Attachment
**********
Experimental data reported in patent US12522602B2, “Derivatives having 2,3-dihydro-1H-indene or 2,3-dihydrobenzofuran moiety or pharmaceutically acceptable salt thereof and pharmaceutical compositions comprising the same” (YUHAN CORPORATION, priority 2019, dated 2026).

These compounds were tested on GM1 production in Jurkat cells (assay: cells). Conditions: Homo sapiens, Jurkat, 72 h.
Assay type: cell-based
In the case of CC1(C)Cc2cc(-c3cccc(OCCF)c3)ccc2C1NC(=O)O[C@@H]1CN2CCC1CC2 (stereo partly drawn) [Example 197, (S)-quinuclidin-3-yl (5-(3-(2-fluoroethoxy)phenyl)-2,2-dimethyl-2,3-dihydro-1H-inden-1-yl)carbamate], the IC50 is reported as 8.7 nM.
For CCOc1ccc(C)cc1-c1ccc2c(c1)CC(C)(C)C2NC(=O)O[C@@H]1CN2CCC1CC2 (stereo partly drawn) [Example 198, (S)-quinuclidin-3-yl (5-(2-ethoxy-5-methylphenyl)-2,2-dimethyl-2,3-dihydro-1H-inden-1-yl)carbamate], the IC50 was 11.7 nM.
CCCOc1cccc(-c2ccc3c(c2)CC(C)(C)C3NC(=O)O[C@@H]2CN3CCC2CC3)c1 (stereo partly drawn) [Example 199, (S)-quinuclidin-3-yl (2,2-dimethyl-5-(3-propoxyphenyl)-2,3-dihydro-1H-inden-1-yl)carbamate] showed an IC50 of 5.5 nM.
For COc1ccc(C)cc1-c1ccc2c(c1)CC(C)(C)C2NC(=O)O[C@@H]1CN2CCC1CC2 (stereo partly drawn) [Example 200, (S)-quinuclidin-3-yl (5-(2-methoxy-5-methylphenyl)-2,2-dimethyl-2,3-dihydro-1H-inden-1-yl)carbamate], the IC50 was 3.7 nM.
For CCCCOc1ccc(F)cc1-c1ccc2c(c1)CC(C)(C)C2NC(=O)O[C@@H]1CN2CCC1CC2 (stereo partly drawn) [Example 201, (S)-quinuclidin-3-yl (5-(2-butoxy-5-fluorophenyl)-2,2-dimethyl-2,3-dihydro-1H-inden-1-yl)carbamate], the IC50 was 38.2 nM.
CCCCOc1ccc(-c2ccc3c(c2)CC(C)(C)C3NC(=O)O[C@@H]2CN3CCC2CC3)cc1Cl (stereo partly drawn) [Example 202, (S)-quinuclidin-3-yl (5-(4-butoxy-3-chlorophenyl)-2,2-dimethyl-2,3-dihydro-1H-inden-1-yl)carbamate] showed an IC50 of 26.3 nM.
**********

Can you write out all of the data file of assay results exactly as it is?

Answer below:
Experimental data reported in patent US12522602B2, “Derivatives having 2,3-dihydro-1H-indene or 2,3-dihydrobenzofuran moiety or pharmaceutically acceptable salt thereof and pharmaceutical compositions comprising the same” (YUHAN CORPORATION, priority 2019, dated 2026).

These compounds were tested on GM1 production in Jurkat cells (assay: cells). Conditions: Homo sapiens, Jurkat, 72 h.
Assay type: cell-based
In the case of CC1(C)Cc2cc(-c3cccc(OCCF)c3)ccc2C1NC(=O)O[C@@H]1CN2CCC1CC2 (stereo partly drawn) [Example 197, (S)-quinuclidin-3-yl (5-(3-(2-fluoroethoxy)phenyl)-2,2-dimethyl-2,3-dihydro-1H-inden-1-yl)carbamate], the IC50 is reported as 8.7 nM.
For CCOc1ccc(C)cc1-c1ccc2c(c1)CC(C)(C)C2NC(=O)O[C@@H]1CN2CCC1CC2 (stereo partly drawn) [Example 198, (S)-quinuclidin-3-yl (5-(2-ethoxy-5-methylphenyl)-2,2-dimethyl-2,3-dihydro-1H-inden-1-yl)carbamate], the IC50 was 11.7 nM.
CCCOc1cccc(-c2ccc3c(c2)CC(C)(C)C3NC(=O)O[C@@H]2CN3CCC2CC3)c1 (stereo partly drawn) [Example 199, (S)-quinuclidin-3-yl (2,2-dimethyl-5-(3-propoxyphenyl)-2,3-dihydro-1H-inden-1-yl)carbamate] showed an IC50 of 5.5 nM.
For COc1ccc(C)cc1-c1ccc2c(c1)CC(C)(C)C2NC(=O)O[C@@H]1CN2CCC1CC2 (stereo partly drawn) [Example 200, (S)-quinuclidin-3-yl (5-(2-methoxy-5-methylphenyl)-2,2-dimethyl-2,3-dihydro-1H-inden-1-yl)carbamate], the IC50 was 3.7 nM.
For CCCCOc1ccc(F)cc1-c1ccc2c(c1)CC(C)(C)C2NC(=O)O[C@@H]1CN2CCC1CC2 (stereo partly drawn) [Example 201, (S)-quinuclidin-3-yl (5-(2-butoxy-5-fluorophenyl)-2,2-dimethyl-2,3-dihydro-1H-inden-1-yl)carbamate], the IC50 was 38.2 nM.
CCCCOc1ccc(-c2ccc3c(c2)CC(C)(C)C3NC(=O)O[C@@H]2CN3CCC2CC3)cc1Cl (stereo partly drawn) [Example 202, (S)-quinuclidin-3-yl (5-(4-butoxy-3-chlorophenyl)-2,2-dimethyl-2,3-dihydro-1H-inden-1-yl)carbamate] showed an IC50 of 26.3 nM.